I’ve not seen the full spectrum of public holidays in my time here, but it was my birthday a couple of weeks ago and that’s all that matters. /blank stare
Catholic Christmas: 25th Dec’
Catholic Christmas (or UK Christmas or US Christmas, or whatever you want to call it) is celebrated in a small way here. History shows that this date was celebrated for a short time by the Russian people before it was reverted back to its original date 7th January.
There are decorations just as you would see at home… In fact, maybe more. Even buses are decorated from December through to January. Hey, and guess what… the speakers in the city centre play jingle bells too. All the time. Always. On repeat.
Merry Christmas! 🌟
New Year: 1st Jan’
Santa (Grandfather Frost if you’re Russian) doesn’t come on Christmas Eve. He appears on New Years Eve. Families have big parties for friends and more parts of the family. New Year is a far more family orientated event in Russia than it is at home and the kids stay awake until midnight to open their gifts from Ded Moroz.
And no, that doesn’t mean dead morons.
Ded Moroz is Grandfather Frost. Big G-Daddy Frost is always accompanied by his granddaughter Snegurochka. The mystery as to how he has a granddaughter is yet to be solved, as he has neither had a lady friend NOR a daughter/son for as long as he has existed.
Otherwise, New Year is celebrated much like it is in the UK, with much champagne and many fireworks.
С Новым годом! 🎉
Russian Orthodox Christmas: 7th Jan’
I think this is one of the many occasions that you could put yourself through an all night church service. Fortunately for me, I was on a train and I missed it. What a pity.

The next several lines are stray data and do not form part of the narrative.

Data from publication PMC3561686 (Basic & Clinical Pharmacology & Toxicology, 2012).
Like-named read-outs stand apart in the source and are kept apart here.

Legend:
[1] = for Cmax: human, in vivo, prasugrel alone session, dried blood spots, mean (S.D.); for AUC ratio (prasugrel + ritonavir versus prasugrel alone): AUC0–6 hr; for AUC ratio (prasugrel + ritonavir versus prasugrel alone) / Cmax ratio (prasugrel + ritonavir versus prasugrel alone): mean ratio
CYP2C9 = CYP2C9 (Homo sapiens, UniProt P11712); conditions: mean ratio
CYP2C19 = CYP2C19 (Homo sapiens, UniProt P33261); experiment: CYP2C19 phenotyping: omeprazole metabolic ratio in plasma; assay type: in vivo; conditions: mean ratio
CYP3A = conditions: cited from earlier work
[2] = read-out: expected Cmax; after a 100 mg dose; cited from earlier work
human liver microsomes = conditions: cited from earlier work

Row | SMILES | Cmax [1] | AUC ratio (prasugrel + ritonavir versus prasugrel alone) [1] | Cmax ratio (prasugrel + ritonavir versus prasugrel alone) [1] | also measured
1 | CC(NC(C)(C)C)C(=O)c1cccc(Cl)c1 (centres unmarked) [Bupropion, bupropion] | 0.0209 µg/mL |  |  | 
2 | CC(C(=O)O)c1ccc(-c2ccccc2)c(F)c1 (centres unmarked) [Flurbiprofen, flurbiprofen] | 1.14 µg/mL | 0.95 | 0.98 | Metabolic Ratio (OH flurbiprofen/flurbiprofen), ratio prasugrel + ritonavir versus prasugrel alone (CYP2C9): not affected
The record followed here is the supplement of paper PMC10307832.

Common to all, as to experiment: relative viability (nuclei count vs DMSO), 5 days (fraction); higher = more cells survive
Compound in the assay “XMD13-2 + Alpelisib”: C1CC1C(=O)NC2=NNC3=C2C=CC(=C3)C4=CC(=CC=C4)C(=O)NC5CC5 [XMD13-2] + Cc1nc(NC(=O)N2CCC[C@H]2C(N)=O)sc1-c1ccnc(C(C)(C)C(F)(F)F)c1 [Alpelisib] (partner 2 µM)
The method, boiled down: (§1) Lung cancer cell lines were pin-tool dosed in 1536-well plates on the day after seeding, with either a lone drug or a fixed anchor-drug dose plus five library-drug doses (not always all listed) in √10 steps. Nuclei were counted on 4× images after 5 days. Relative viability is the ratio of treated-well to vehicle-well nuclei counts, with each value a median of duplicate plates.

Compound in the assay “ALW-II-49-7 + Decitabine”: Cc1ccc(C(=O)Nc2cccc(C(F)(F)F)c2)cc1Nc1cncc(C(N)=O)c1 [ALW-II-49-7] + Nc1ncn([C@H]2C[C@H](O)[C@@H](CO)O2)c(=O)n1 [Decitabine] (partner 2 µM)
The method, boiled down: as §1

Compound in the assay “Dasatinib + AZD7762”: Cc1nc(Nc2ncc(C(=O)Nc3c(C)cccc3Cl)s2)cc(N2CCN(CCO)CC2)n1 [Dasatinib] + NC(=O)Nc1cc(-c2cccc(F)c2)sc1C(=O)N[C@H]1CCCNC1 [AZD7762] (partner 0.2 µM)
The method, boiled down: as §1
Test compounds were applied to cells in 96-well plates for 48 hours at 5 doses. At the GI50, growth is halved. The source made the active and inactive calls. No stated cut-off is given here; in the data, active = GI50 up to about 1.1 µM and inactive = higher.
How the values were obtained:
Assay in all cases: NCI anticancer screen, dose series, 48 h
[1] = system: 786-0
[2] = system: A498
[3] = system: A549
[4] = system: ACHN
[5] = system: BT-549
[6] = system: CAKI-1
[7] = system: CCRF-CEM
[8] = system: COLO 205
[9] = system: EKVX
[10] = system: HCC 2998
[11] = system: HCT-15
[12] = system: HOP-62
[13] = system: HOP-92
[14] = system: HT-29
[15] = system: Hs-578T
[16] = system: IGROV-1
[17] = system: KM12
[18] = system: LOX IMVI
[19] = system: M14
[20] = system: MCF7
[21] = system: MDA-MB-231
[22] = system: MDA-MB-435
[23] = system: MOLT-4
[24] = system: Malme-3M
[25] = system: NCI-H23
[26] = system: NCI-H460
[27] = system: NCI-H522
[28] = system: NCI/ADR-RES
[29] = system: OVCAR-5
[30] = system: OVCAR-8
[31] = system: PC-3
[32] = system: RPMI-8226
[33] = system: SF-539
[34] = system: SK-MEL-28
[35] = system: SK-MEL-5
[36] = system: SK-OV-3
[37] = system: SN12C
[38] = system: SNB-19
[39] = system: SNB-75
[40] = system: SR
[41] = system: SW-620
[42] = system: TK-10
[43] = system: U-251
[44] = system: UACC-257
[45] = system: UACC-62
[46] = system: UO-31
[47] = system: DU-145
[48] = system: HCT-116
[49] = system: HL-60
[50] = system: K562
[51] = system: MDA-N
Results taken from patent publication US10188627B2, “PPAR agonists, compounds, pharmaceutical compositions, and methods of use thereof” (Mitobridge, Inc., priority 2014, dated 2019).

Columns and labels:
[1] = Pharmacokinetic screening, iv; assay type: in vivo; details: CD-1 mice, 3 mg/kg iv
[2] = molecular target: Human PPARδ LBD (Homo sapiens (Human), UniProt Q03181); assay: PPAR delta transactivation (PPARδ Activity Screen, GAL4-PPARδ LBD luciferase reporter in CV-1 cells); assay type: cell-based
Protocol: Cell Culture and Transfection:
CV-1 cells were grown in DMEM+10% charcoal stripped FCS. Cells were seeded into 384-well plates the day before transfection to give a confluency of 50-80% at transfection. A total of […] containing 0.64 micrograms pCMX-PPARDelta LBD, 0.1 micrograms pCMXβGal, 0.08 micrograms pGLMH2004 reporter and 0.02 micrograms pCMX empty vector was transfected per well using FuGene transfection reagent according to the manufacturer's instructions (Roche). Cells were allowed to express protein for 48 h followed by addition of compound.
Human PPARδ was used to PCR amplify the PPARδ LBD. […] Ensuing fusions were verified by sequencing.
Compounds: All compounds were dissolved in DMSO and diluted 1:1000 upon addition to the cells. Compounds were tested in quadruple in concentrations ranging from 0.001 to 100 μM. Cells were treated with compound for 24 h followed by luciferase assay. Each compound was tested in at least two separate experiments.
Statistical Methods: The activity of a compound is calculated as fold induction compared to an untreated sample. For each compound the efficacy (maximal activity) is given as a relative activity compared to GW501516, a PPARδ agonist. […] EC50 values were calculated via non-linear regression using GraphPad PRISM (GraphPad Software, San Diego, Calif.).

С Рождество́м! 🌟
Defender of the Fatherland Day: 23rd Feb’
A day to celebrate the men who fought for Russia in times gone by. It’s nice to buy your manly friends a present on this day.
Or, you know, if you have no male friends you can draw an eyeliner moustache on yourself and drink wine.
Do that if you haven’t got any friends at all, for that matter.
Maslenitsa: the eighth week before Pascha (Orthodox Easter)
The celebration of the arrival of spring. Or the driving away of winter and the awakening of spring, from its alarmingly long slumber, if you prefer.
For a week everyone eats pancakes (blinis), they put on song and dance performances and then they burn scarecrows. This is how spring SHOULD be celebrated.
Womens’ Day: 8th March
Womens’ Day is international and hardly needs explaining. However, here it is no joke. If you don’t receive tulips or chocolate or SOMETHING on Womens’ Day well then, I’m sorry to break it to you, you’re either a man or you’re dead. Every lady gets a Womens’ Day gift.
Pascha: (changes yearly but somewhere between Womens’ Day and Labour Day)
Pas-ha is the Russian Orthodox equivalent to Easter. Instead of giving and receiving chocolate eggs everyone makes Kulich; a bread type cake studded with fruit and raisins and topped with icing and sprinkles.
Painting egg shells is also fun for kids. Afterwards they knock their eggs together to see who has the strongest egg. Which I can only imagine gets incredibly messy – I sat this one out.
Pascha is another occasion to go and stand all night in a candle lit church, but why do that when you can lay in a candle lit room and listen to your next door neighbours TV.
OK, so it’s probably not the same – but give me a break.
Labour Day: 1st May
Not wholly exciting, but a day off work nonetheless.
Victory Day: 9th May
THE big event of the year after New Year. Victory Day parades are not to be missed. Moscow’s parade is shown on TV but the atmosphere is worth experiencing in person. Tyumen’s parade was much smaller but no less emotional.
We arrived early for a good spot to see the military march, and we stayed for at least fifteen minutes of the Immortal Regiment. The Immortal Regiment is made up of city civilians who march through the streets behind the military holding banners and pictures of their fallen family members.
С Днём Победы! 🇷🇺
My Birthday: 13th May
On your birthday it is customary to bring treats to your friends. So I bought a ton of cake and chocolate for my colleagues and students.
One of my classes threw me a surprise KFC party and presented me with possibly the greatest hoody I’ve ever owned. Check it out:
And that, my friends, is my two rubles worth on Russian Holibobs. Like and share to help a friend plan their visit over one of these fabulous occasions!